National Department of Tourism Quarter 1 & 4 performance; Committee Programme


01 September 2017
Chairperson: Ms B Ngcobo (ANC)
Share this page:

Meeting Summary

The Department of Tourism met with the Committee in order to brief Members on Quarter One and Two of its performance for the 2017/18 financial year. The Department presented its performance in the different programmes including targets, areas of achievement, non-achievement and the reasons therefore - 89% of the targets were met. Under-achievement was recorded in the Tourism Incentive Programme (TIP) which was caused by the discovery of protected species on the construction site leading to unspent funds of R25 million. Under achievement in the Expanded Public Works Programme (EPWP) led to the loss of R53 million in incentive funding. Another under achievement was recorded in the Accreditation of Travel Companies (ATC) - the Department said there was a deliberate end to the planned ATC because further deliberation revealed the ATC would not achieve its purpose but the accredited companies would use it to their advantages.

The Committee then engaged the Department on the presentation – questions probed why there was under spending of R88 million, what the Department was doing to avoid a repeat of underachievement leading to a loss of incentive, the impact of curtailment of expenditure over service delivery and why six learners dropped out of training. Members also wanted to know what the Department was doing to assist beaches in maintaining their blue flag status, assisting those beaches who had lost their blue flag status and why there was no signage on the N3 indicating the Nelson Mandela Capture Site.

Meeting report

The Chairperson, after welcoming the Department of Tourism, accepted the apology from Ms L Makhubele-Mashele (ANC) who had to leave the meeting because of news that her husband was involved in a car accident.

National Department of Tourism Quarter 1 & 4 performance

The Chairperson requested the Department to explain reasons behind the R88 million under spending. She noted that the performance of Programme Three had improved compared to previous years.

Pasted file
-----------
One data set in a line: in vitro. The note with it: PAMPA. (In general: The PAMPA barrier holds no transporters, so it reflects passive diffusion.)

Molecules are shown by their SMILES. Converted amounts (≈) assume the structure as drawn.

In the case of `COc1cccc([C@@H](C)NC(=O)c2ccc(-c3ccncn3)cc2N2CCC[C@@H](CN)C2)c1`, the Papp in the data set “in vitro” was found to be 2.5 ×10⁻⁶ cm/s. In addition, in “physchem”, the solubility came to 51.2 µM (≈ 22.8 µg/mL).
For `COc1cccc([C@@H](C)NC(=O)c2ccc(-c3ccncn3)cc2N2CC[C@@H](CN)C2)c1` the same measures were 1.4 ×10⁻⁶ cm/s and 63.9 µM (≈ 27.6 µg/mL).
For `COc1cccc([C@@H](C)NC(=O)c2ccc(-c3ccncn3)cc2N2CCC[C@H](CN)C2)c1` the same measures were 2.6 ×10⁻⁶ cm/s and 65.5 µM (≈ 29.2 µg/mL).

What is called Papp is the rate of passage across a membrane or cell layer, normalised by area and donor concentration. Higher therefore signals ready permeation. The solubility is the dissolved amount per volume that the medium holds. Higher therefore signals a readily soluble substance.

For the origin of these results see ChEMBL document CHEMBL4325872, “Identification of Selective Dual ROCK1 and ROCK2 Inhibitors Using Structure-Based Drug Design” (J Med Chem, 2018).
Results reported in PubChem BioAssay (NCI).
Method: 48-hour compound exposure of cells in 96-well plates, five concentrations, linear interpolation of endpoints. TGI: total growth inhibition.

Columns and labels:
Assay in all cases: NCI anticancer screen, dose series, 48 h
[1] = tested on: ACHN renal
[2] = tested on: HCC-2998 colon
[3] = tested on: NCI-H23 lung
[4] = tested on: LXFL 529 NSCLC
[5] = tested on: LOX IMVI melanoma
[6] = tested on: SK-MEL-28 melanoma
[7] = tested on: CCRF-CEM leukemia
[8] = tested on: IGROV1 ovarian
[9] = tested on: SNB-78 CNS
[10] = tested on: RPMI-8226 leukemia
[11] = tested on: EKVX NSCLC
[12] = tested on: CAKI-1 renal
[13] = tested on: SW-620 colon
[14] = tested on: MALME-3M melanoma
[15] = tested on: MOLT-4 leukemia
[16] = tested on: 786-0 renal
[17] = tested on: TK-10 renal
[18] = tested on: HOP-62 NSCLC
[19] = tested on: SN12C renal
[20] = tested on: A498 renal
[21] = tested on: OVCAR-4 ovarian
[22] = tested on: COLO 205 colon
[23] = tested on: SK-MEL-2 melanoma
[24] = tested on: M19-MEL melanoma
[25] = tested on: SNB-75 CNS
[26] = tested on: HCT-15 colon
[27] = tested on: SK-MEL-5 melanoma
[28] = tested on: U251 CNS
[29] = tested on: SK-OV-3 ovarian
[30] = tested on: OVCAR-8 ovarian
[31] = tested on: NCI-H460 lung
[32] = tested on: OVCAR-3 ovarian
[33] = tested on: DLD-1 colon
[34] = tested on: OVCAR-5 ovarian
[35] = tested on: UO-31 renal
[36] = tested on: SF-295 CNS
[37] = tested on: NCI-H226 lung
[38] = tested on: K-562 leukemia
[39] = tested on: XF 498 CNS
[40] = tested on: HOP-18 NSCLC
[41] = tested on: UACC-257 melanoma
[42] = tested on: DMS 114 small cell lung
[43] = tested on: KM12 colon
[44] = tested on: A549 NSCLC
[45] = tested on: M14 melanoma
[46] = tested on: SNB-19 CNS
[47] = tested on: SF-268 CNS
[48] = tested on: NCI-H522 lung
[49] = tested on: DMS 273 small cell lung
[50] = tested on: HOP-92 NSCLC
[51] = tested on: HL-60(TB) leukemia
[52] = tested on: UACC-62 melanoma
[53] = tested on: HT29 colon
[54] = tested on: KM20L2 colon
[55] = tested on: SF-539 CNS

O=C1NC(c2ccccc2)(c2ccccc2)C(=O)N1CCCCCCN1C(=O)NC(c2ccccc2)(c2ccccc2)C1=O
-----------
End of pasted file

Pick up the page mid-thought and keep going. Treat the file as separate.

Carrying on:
Mr Victor Tharage, Director-General, Department of Tourism, tendered the apologies of the Minister and Deputy Minister due to clash with another meeting. He noted the delegation was accompanied by two interns – they were accompanied in order to understand accountability, experience Executive planning sessions and ensure they were fully equipped by the end of the internships.

The R88 million was comprised of two parts - R53 million under the Tourism Incentive Programme (TIP) and R25 million under the Expanded Public Works Programme (EPWP). The EPWP target was not met which prevented the Department earning additional appropriation (incentive appropriation). The R53 million would have been earned i.e. it was not already with the Department. The TIP fund was for a project in the Culture, Arts, Tourism, Hospitality and Sport Sector Education and Training Authority (CATHSSETA) but there was a delay in the project because some protected plant species were found at the site which necessitated a change in the design and needed technical people to intervene. A roll over was requested by the Department from National Treasury. Although third parties were involved in areas of non achievement, the Department took responsibility for non-achievement.

The Department tabled its annual report yesterday and the entire portfolio of the National Department and South Africa Tourism received a clean record. Overall, about 89 percent of planned targets were achieved and the Department received a god rating for monitoring and evaluation although the Department was short of 85% in its rating for Performance Assessment Tools. The Executive Development Programme for women began to fruit as four participants progressed to General Manager’s Status. There was good progress for Quarter Four in comparison with Quarter Three.

Programme 2 (Policy and Knowledge Service)

Ms Shamilla Chettiar, DDG, Tourism Product and Infrastructure Development, Department of Tourism, said out of the 18 targets in Programme Two, 15 Targets were met. One of the targets not met was the completion of the National Tourism information Management System. The Department consolidated input from the industry and looked at the tools but the regulation was not promulgated to avoid immature delivery - the regulation had since been finalised. The second target not achieved was the baseline study on the amended tourism Broad-Based Black Economic Empowerment 

(B-BBEE) sector code - the Department delayed the process to re-visit the methodology and governance. Although the construction of Shangoni Gate had not commenced, the flood line studies were completed and service provider appointed. Construction had recently commenced in one of the sites and the Environmental Impact Assessment was completed and a public participation meeting had also been held.